SQL Subqueries

 SQL Subqueries

SQL  subquery is a very interesting and important topic. Sometimes we stuck at the very common problem at there we want to get the data from the one query and on the basis of their result, we want to execute another query.

Let’s Take An Example

In this example we will take two tables:–

CREATE TABLE employee (
    first_name VARCHAR(256),
    last_name VARCHAR(256),
    designation VARCHAR(256)
CREATE TABLE employee_salary (
    salary DECIMAL,
    employee_id INT,
    FOREIGN KEY(employee_id) REFERENCES employee(id)

Problem: Now I want to fetch those employee details whose salary is greater than our software engineer Reena. But we don’t have any idea about Reena’s Salary.

Before going to perform any action lets read out the script.
We can use the comparison operators, like >, <, or =. The comparison operator can also be a multiple-row operator, such as IN, ANY, or ALL.
Subquery also is known as an inner query.

Solution #1

SELECT * FROM employee INNER JOIN employee_salary ON
WHERE employee_salary.salary >
(SELECT salary FROM employee_salary WHERE employee_salary.employee_id=2); 

Solution #2

SELECT * FROM employee,employee_salary
WHERE employee.id=employee_salary.employee_id
AND employee_salary.salary >
(SELECT salary FROM employee_salary WHERE employee_salary.employee_id=2);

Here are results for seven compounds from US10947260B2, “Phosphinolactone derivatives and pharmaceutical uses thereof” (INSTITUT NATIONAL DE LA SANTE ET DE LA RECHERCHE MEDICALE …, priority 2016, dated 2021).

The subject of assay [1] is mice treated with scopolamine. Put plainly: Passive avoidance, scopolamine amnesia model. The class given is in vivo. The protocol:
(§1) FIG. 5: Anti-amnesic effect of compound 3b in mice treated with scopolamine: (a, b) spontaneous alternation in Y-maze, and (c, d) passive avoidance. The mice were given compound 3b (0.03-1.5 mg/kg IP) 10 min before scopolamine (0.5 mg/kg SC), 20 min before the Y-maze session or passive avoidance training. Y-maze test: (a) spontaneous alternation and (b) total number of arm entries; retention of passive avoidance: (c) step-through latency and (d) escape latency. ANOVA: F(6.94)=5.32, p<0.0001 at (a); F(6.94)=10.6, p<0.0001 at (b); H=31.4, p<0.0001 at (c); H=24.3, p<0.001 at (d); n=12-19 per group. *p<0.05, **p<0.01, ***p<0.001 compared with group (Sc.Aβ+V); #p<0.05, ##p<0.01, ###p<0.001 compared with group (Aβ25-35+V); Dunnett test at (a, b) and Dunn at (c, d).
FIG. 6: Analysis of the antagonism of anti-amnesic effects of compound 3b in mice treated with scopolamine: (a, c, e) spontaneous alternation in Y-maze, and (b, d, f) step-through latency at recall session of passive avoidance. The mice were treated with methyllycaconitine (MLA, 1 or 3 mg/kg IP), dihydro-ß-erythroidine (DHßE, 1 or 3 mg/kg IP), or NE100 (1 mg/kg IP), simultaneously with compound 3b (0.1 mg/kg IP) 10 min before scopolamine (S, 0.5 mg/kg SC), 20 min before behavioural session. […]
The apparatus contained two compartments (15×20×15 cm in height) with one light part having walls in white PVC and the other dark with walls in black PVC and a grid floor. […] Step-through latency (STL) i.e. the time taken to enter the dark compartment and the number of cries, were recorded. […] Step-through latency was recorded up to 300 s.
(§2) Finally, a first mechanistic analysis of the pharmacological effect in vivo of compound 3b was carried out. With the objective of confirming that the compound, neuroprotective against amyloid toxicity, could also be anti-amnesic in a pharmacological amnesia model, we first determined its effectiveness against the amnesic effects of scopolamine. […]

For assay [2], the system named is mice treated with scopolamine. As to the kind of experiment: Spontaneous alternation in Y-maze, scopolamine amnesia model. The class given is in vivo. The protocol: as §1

Output Of Both Solution


Related post


  • The WITH clause, or subquery factoring clause can also be used. The WITH clause may be processed as an inline view or resolved as a temporary table. The advantage is that repeated references to the subquery may be more efficient as the data is easily retrieved from the temporary table, rather than being requeried by each reference. Putting down below an example for the same scenario:

    WITH temp_salary as (select id,employee_id, salary FROM employee_salary WHERE employee_id=2)
    SELECT * FROM employee INNER JOIN temp_salary
    on employee.id=temp_salary.employee_id

    • At first, you might think that there’s almost no difference between subqueries and CTEs. We’ve used both a subquery and a CTE in the FROM clause and the syntax was only a little different.
      This returns exactly the same result as the previous example with the subquery. However, instead of writing our query inside the FROM clause, we’ve put it in the WITH clause (which comes before the main query).

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